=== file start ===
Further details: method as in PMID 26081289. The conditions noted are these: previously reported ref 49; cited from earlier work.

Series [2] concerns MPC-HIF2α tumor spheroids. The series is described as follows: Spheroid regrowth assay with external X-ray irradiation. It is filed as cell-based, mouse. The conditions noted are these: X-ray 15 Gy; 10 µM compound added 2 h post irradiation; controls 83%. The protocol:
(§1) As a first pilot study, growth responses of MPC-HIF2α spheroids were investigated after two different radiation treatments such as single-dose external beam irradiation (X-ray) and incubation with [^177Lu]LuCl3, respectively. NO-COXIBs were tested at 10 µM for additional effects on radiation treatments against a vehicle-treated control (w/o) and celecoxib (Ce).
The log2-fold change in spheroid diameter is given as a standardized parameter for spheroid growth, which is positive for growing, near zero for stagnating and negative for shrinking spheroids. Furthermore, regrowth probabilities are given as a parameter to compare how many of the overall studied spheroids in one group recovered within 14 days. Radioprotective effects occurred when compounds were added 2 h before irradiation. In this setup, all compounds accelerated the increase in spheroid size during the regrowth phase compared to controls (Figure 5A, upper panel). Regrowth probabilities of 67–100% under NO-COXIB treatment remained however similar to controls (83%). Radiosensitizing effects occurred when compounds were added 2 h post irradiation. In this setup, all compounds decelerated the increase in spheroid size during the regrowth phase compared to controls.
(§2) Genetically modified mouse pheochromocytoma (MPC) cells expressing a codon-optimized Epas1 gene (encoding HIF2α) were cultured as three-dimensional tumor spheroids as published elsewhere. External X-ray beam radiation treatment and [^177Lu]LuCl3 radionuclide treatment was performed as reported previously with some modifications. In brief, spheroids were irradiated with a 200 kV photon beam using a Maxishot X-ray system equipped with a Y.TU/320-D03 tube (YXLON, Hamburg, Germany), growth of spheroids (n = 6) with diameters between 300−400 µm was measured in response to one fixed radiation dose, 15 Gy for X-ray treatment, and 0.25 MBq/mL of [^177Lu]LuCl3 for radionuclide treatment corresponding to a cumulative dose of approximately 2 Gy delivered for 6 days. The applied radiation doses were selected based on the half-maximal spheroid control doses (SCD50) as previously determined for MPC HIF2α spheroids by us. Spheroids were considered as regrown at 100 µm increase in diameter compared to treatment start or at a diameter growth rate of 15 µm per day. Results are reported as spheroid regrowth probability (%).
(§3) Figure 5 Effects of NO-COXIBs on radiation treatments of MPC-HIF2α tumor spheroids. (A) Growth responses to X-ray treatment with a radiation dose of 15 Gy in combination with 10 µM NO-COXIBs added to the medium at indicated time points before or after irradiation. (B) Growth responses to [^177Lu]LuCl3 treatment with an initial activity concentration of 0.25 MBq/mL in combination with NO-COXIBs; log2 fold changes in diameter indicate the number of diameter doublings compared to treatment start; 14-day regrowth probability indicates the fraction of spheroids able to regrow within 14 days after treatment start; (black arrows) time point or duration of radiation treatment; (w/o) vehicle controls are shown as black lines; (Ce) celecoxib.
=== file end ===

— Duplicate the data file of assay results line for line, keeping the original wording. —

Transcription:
Further details: method as in PMID 26081289. The conditions noted are these: previously reported ref 49; cited from earlier work.

Series [2] concerns MPC-HIF2α tumor spheroids. The series is described as follows: Spheroid regrowth assay with external X-ray irradiation. It is filed as cell-based, mouse. The conditions noted are these: X-ray 15 Gy; 10 µM compound added 2 h post irradiation; controls 83%. The protocol:
(§1) As a first pilot study, growth responses of MPC-HIF2α spheroids were investigated after two different radiation treatments such as single-dose external beam irradiation (X-ray) and incubation with [^177Lu]LuCl3, respectively. NO-COXIBs were tested at 10 µM for additional effects on radiation treatments against a vehicle-treated control (w/o) and celecoxib (Ce).
The log2-fold change in spheroid diameter is given as a standardized parameter for spheroid growth, which is positive for growing, near zero for stagnating and negative for shrinking spheroids. Furthermore, regrowth probabilities are given as a parameter to compare how many of the overall studied spheroids in one group recovered within 14 days. Radioprotective effects occurred when compounds were added 2 h before irradiation. In this setup, all compounds accelerated the increase in spheroid size during the regrowth phase compared to controls (Figure 5A, upper panel). Regrowth probabilities of 67–100% under NO-COXIB treatment remained however similar to controls (83%). Radiosensitizing effects occurred when compounds were added 2 h post irradiation. In this setup, all compounds decelerated the increase in spheroid size during the regrowth phase compared to controls.
(§2) Genetically modified mouse pheochromocytoma (MPC) cells expressing a codon-optimized Epas1 gene (encoding HIF2α) were cultured as three-dimensional tumor spheroids as published elsewhere. External X-ray beam radiation treatment and [^177Lu]LuCl3 radionuclide treatment was performed as reported previously with some modifications. In brief, spheroids were irradiated with a 200 kV photon beam using a Maxishot X-ray system equipped with a Y.TU/320-D03 tube (YXLON, Hamburg, Germany), growth of spheroids (n = 6) with diameters between 300−400 µm was measured in response to one fixed radiation dose, 15 Gy for X-ray treatment, and 0.25 MBq/mL of [^177Lu]LuCl3 for radionuclide treatment corresponding to a cumulative dose of approximately 2 Gy delivered for 6 days. The applied radiation doses were selected based on the half-maximal spheroid control doses (SCD50) as previously determined for MPC HIF2α spheroids by us. Spheroids were considered as regrown at 100 µm increase in diameter compared to treatment start or at a diameter growth rate of 15 µm per day. Results are reported as spheroid regrowth probability (%).
(§3) Figure 5 Effects of NO-COXIBs on radiation treatments of MPC-HIF2α tumor spheroids. (A) Growth responses to X-ray treatment with a radiation dose of 15 Gy in combination with 10 µM NO-COXIBs added to the medium at indicated time points before or after irradiation. (B) Growth responses to [^177Lu]LuCl3 treatment with an initial activity concentration of 0.25 MBq/mL in combination with NO-COXIBs; log2 fold changes in diameter indicate the number of diameter doublings compared to treatment start; 14-day regrowth probability indicates the fraction of spheroids able to regrow within 14 days after treatment start; (black arrows) time point or duration of radiation treatment; (w/o) vehicle controls are shown as black lines; (Ce) celecoxib.